How can you overcome addictions?

‘The key thing for overcoming an addiction is motivation. But this doesn’t mean that people who have difficulty overcoming an addiction aren’t really motivated. It’s also about finding a good combination of strategy, technique and therapy. To give one example, in our research we’ve seen that if people receive training then ten percent fewer relapse into their addiction after a period of one year.’

Does age make a difference regarding the susceptibility to addictions?

‘You see that people who started smoking before the age of twenty have more difficulty quitting than people who started later. If they start earlier, there are bigger changes in the brain. It’s much easier for young people aged sixteen or seventeen to stop, for instance. But the thing is that young people of this age usually don’t see it as a problem, and so they have no motivation at all to stop. So in our research we are also focussing specifically on young people, and we’re visiting schools for instance.’

Do you have any advice about how to prevent addiction?

‘Since the genes relating to addiction become active the first time you come into contact with something addictive, then of course it’s best to begin something like drinking as late as possible. When you consider this, the discussion about legalisation becomes very tricky. Legalisation may be a good idea for preventing crime. But it’s not good for preventing addiction, because then young people get easy access to cannabis.’

‘You can see that legal age limits do have an effect. In America you’re not allowed to drink until you reach the age of twenty-one, and almost no-one drinks under the age of eighteen. In the Netherlands you’re not allowed to drink until you reach the age of eighteen, and you can see that there’s been a huge increase in the number of people aged under sixteen who don’t drink. So you could argue for an age limit of twenty-one, just like in America, but I’m not sure if that could be enforced.’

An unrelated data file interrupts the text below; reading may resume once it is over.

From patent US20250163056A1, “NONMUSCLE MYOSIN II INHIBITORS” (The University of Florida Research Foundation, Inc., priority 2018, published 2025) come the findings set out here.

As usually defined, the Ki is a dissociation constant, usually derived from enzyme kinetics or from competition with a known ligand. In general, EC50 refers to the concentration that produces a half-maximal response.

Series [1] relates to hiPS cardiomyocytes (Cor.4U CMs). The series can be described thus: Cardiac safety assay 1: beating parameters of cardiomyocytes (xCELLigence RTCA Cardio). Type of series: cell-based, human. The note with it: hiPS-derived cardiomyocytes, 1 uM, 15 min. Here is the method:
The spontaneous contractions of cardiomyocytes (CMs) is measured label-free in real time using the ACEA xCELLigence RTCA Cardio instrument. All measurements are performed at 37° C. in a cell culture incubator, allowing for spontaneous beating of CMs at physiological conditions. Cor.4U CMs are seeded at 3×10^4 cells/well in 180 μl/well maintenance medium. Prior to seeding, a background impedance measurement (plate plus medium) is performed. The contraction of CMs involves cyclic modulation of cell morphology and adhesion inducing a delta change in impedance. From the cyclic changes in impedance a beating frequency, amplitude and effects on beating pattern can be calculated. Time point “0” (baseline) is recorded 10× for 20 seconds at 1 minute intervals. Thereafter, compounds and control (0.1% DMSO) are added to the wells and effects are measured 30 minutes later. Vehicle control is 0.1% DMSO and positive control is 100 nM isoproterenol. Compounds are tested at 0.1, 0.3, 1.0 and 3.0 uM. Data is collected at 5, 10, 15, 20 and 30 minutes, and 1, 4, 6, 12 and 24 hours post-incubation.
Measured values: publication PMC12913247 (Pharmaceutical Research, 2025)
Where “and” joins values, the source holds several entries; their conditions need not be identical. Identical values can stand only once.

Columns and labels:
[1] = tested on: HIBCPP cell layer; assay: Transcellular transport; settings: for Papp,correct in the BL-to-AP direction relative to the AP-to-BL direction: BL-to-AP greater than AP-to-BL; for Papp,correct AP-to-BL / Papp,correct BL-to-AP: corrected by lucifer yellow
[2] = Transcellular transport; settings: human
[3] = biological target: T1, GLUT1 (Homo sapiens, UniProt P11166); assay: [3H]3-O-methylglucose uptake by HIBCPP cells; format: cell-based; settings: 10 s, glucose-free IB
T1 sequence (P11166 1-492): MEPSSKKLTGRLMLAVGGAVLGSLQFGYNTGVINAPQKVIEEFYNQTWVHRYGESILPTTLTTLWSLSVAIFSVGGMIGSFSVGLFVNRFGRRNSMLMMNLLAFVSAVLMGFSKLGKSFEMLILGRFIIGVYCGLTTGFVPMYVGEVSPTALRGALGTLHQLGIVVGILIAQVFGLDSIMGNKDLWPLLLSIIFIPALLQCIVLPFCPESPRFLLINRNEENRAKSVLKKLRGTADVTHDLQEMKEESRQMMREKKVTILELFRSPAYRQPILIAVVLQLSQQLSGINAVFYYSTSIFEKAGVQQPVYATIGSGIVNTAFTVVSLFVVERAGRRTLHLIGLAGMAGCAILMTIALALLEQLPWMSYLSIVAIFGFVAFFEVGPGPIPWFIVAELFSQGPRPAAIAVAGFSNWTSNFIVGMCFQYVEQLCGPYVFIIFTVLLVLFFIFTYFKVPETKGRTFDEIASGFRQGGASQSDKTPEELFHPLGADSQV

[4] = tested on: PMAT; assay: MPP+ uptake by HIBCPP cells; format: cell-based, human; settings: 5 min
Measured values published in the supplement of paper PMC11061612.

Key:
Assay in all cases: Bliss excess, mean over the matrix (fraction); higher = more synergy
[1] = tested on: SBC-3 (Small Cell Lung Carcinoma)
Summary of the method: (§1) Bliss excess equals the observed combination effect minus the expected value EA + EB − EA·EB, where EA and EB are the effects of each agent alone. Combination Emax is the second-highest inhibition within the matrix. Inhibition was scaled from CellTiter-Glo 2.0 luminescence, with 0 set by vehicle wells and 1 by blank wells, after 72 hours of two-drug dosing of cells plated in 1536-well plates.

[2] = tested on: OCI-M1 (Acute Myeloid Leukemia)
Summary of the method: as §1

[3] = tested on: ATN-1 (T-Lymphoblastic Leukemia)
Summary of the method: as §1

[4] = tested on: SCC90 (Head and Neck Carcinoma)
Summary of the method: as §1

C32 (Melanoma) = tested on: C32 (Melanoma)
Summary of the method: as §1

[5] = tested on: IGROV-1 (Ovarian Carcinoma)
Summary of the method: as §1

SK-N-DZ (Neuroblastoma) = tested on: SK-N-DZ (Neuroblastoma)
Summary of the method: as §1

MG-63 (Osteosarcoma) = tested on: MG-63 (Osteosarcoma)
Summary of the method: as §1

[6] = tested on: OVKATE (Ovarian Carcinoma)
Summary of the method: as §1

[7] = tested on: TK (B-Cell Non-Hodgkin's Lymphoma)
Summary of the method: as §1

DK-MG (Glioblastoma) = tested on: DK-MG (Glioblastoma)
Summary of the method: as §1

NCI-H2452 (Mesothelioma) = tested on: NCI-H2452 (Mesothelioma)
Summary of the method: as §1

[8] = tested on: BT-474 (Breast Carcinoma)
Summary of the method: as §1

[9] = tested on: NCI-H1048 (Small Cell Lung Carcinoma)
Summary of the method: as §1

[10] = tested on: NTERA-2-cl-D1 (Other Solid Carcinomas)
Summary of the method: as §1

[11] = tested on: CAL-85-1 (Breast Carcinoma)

‘Finally, we see that children of alcoholics are often more susceptible to alcohol in genetic terms. So drinking nothing at all would be the best option for them, but that’s really very difficult precisely because they are often in an environment where alcohol is always present.’

How many people have one or more addictions?

‘In the Netherlands, one in three men have been addicted during some period of their life. In this case, this refers to experiencing loss of control due to drinking, or continuing to drink despite physical problems. It’s not about the quantity, but about compulsion: the unconscious urge to keep on drinking no matter what.’

Do you also treat addiction?

‘We’re always working to translate our research results into therapies and treatments so that therapists can make use of them. And we also offer our own training programmes through Adaptlab, as it’s called. This has programmes for addiction, but also for learning to deal with anxiety. Fear of maths in girls, for instance. In our culture girls learn to identify less with science subjects, which can lead to a negative self-image when it comes to maths. We can see this reflected in the CITO scores, where girls score lower in structural terms. In our training programme we try to remove this negative association.’

prof. dr. R.W.H.J. (Reinout) Wiers

Faculty of Social and Behavioural Sciences

Programme group Developmental Psychology